Skip directly to content

Mosquitoes Capable Of Transmitting Zika Virus Found In New Mexico

on August 10, 2017 - 4:38pm

NMDOH News:

  • Best Way to Prevent Zika Virus is to Prevent Mosquito Bites

The New Mexico Department of Health (NMDOH) and New Mexico State University (NMSU) announced this week that Aedes aegypti, has been identified in Otero and Hidalgo Counties. This is the first time a species of mosquito that can transmit Zika virus has been found in this part of the state. There have been no identified human cases of Zika virus in either county to date.

Zika virus can be transmitted to people primarily through the bite of an infected Aedes species mosquito. The mosquitoes become infected when they feed on a person already infected with the virus. Infected mosquitoes can then spread the virus to other people through bites.

Mosquito surveillance in New Mexico’s southern counties is part of an ongoing collaboration between NMDOH and NMSU to map out the range and distribution of both Aedes aegypti and Aedes albopictus in the state. These recent discoveries bring the total number of counties in the state with mosquitos capable of spreading Zika to eight. Aedes aegypti mosquitoes have been trapped and identified in Doña Ana, Eddy, Chaves, Sierra, Lea, Luna, and now Otero and Hidalgo counties and Aedes albopictus in Roosevelt County.

“While we have been fortunate to this point that we have not had local mosquito-borne transmission of Zika virus in New Mexico, tracking the areas at risk for Zika allows us to prepare and educate New Mexicans about prevention based on where they live,” said Department of Health Cabinet Secretary Lynn Gallagher.

Ten cases of Zika virus disease were reported in New Mexico in 2016. In each case, travelers were infected abroad and diagnosed after they returned home. Residents traveling out of the country this summer should be concerned about Zika transmission - particularly women who are pregnant or trying to conceive and their sexual partners - as Zika infection during pregnancy can cause serious birth defects. The Centers for Disease Control and Prevention (CDC) maintains a list of countries with active Zika virus transmission on their Zika Virus Travel Information page.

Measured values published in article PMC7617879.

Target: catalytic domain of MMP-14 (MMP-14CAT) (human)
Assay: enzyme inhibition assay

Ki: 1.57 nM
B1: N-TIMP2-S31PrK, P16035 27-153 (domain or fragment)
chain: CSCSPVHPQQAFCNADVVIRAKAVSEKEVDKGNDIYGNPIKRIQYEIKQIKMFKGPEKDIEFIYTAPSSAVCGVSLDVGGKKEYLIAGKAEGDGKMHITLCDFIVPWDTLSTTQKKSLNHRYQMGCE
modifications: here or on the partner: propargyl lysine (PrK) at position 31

Regardless of whether you are traveling abroad, the best way to prevent Zika is to prevent mosquito bites. Mosquitos typically lay eggs in and near standing water in containers like old tires, buckets, bowls, animal dishes, flower pots and vases. Certain species of mosquitos, particularly the Aedes albopictus, prefer to bite people, so they tend to live indoors and outdoors near people. They are aggressive daytime biters, but they can also bite at night.

To avoid Zika and other viruses like West Nile Virus, which are spread by mosquitos, NMDOH recommends the following steps:

Look around your home and remove any standing water that may be found in flower pots, bird baths, old tires, bottle caps or other small containers, and then scrub out the containers to remove any mosquito eggs. The small squiggly creatures you may see in the standing water are mosquito larvae that will turn into adult mosquitoes in a few days.
Wear long-sleeved shirts and long pants.

Stay in places with air conditioning or that use window and door screens to keep mosquitoes outside.

Sleep under a mosquito bed net if you are overseas or outside and are not able to protect yourself from mosquito bites.

Use Environmental Protection Agency (EPA)-registered insect repellents. When used as directed, EPA-registered insect repellents are proven safe and effective, even for children and pregnant or breast-feeding women.


Advertisements